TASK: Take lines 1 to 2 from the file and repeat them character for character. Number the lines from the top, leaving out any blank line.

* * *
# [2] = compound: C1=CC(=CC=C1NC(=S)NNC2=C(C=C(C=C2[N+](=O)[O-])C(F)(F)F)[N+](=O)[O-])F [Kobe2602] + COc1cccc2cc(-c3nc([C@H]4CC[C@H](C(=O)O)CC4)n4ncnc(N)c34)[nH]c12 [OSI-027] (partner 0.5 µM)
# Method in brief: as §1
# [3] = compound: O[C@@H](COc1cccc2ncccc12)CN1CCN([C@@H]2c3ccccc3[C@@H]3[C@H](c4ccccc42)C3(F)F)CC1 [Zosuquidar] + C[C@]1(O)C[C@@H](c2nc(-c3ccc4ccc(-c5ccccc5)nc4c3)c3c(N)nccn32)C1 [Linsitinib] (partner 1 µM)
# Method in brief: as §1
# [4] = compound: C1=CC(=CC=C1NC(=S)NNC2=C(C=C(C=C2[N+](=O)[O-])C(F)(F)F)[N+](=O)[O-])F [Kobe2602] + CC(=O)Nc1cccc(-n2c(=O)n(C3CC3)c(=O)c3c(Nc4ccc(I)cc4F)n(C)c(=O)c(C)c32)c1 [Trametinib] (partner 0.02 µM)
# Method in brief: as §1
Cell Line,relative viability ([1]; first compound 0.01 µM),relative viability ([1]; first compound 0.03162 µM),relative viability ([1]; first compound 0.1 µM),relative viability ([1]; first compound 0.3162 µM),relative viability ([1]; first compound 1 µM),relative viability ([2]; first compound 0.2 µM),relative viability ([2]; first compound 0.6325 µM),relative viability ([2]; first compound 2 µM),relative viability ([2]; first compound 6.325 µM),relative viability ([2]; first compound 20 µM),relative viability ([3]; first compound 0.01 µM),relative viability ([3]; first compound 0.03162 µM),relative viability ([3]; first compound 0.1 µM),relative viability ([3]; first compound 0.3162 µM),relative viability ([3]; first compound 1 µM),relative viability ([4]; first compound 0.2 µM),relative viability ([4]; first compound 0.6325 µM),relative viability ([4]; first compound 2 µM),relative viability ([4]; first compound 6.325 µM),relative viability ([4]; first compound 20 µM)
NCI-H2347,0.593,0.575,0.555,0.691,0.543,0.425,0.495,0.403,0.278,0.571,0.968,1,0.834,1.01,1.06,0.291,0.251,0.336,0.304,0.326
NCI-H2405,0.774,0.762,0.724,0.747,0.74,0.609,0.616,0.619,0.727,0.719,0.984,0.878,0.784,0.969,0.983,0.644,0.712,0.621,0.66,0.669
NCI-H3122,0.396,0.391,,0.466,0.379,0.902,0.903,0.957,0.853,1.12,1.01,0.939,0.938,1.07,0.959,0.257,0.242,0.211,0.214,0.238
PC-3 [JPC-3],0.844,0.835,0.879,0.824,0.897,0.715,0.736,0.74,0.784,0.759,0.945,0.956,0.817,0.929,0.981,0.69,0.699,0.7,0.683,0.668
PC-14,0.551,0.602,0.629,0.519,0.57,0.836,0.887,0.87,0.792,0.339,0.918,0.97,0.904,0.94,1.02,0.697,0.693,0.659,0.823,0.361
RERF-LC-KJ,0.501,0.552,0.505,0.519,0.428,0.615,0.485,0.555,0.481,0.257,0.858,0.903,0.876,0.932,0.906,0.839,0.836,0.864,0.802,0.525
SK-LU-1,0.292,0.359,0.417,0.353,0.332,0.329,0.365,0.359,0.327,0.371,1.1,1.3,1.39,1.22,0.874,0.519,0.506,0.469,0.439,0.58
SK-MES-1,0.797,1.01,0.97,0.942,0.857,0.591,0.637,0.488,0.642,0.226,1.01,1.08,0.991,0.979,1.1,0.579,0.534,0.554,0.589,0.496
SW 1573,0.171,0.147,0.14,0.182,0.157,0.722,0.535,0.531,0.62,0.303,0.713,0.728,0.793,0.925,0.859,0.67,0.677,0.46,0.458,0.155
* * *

# [2] = compound: C1=CC(=CC=C1NC(=S)NNC2=C(C=C(C=C2[N+](=O)[O-])C(F)(F)F)[N+](=O)[O-])F [Kobe2602] + COc1cccc2cc(-c3nc([C@H]4CC[C@H](C(=O)O)CC4)n4ncnc(N)c34)[nH]c12 [OSI-027] (partner 0.5 µM)
# Method in brief: as §1